We’ve all heard the expression that volunteers are the lifeblood of many organizations – well, my friends, horse organizations are no different.
I spent this past weekend volunteering at the Virginia Dressage Association fall show which also included the Great American Insurance Group/USDF Region 1 Championships. To say that it took a lot of dedicated volunteers to make this amazing event run like clockwork is like saying that it takes “some effort” to train a Grand Prix horse – a huge understatement.
This weekend we had riders (some who volunteered around their ride times at the show), spouses, children of various ages, friends and students. They were a great group to work with. Without our volunteers, the show literally could not have taken place. A little sampling of what our volunteers accomplished this weekend? Check out the (very partial) list below.
- secured sponsorship from a wide variety of sources
- handled all the necessary USEF and USDF paperwork
- hired officials, such as judges
- handled all of the paperwork involved with rider entries (and believe me, there is a lot of it!)
- set up rings
- decorated the entryway to the show office
- acted as ring stewards
- acted as scribes for the judges
- scored the tests
- ran the tests from the judges’ boxes to the scorers’ office
- dragged rings to maintain optimum footing
- watered the flowers
- organized (beautifully, I may add) the awards ceremonies, making sure all the horses were in place with the correct ribbons on time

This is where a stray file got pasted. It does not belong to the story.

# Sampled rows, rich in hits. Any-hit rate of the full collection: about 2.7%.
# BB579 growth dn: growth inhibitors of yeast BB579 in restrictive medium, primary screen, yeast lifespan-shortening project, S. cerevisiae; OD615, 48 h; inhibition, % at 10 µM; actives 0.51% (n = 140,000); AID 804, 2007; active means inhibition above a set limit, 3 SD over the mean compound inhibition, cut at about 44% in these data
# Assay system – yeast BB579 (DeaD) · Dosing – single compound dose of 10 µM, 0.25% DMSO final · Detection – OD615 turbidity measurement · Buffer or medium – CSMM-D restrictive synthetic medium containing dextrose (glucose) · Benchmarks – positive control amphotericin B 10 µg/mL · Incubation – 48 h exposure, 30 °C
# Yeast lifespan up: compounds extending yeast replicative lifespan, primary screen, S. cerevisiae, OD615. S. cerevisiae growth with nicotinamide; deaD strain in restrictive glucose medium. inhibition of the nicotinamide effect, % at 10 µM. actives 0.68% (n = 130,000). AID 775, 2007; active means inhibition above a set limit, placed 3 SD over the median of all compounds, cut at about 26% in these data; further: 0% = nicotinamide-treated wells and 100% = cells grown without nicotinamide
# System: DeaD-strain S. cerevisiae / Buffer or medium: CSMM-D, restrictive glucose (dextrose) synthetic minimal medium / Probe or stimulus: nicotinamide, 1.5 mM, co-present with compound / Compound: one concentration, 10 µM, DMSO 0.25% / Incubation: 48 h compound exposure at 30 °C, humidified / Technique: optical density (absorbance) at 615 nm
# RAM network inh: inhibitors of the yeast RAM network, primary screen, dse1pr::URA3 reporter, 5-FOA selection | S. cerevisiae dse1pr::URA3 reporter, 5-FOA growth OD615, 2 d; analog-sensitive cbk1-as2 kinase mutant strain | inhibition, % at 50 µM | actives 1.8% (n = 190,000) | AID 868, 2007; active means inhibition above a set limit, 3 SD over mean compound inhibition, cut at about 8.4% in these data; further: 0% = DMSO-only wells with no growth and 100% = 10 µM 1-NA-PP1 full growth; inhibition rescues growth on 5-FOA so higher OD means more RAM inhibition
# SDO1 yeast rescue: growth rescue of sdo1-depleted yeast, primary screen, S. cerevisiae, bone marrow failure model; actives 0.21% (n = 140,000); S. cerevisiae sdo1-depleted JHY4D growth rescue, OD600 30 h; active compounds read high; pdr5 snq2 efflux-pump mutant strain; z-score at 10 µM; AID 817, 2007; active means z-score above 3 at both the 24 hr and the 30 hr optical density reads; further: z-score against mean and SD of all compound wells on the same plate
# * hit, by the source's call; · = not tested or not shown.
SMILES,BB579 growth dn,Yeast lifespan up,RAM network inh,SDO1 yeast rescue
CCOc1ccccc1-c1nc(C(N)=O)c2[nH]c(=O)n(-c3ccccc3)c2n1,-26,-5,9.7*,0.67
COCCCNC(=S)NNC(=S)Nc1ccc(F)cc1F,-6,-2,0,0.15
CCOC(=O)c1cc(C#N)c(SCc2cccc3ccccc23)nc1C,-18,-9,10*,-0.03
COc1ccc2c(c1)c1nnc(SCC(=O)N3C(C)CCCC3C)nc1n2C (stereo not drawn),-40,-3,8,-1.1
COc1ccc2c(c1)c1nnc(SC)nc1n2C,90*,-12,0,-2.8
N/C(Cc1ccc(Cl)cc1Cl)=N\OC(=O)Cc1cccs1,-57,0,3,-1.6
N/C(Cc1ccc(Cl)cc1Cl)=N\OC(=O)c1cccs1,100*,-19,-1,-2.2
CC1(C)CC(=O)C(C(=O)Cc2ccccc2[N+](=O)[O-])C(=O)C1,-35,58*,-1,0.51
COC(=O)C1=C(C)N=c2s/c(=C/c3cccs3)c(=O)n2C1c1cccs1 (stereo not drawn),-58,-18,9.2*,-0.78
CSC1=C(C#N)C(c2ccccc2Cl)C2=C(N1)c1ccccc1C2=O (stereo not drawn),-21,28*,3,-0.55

- took down all of the rings, judges stands, flowers, decorations, etc at the end of the show
- dealt with making sure that all of the appropriate post show paperwork was handled
Without a great volunteer coordinator and a management team who treats their volunteers exceptionally well this show might have run differently. What did our volunteer coordinator provide for us? Things like amazing catering for lunch every day – freshly made soups, salads, bread and desserts along with coffee always at the ready and plenty buckets of candy appropriately placed; sweatshirts, tote bags filled with goodies and door prizes daily. VADA is very wise in knowing that if the volunteers are well treated and made to feel special, they’ll want to come back again (even if it’s only because of the soup ;-).
Virginia Dressage Association (VADA) is also very wise in that riders are required to volunteer a certain number of volunteer hours in order to be eligible for year end awards. VADA goes a step beyond this; however, and also has a Volunteer Incentive Program (VIP). Three tiers of gifts are offered for volunteers who spend 12, 24 or 50 hours (Bronze, Silver and Gold levels, respectively). This also adds an extra boost of encouragement to riders who aren’t currently competing to help out the organization.
What does this have to do with you (if you’re not a member of VADA?) It’s really two-fold. First off, if you are a board member of an organization (which is often a thankless volunteer position), be sure to analyze not only what you’re getting from your volunteers (or not), but what you’re offering as well. People seem to be busier with every passing year, and with the tighter economy, it’s hard for many to be able to volunteer like they were once able. Be creative, check out other volunteer-driven organizations and see what they’re doing to attract – and retain – good volunteers. Secondly, if you are the member of any organization, see what you can do to help. If you only have an hour to offer, believe me – a well-run organization will put that hour to very good use. And remember, if there are 8 people with “only” an hour, there’s a full day of volunteer work right there.
Moral of the story – maybe love does make the world go around, but volunteering for your favorite organization will not only get you a little love, but quite possibly ensure the future of your group. Volunteers really are the life-blood of many organizations.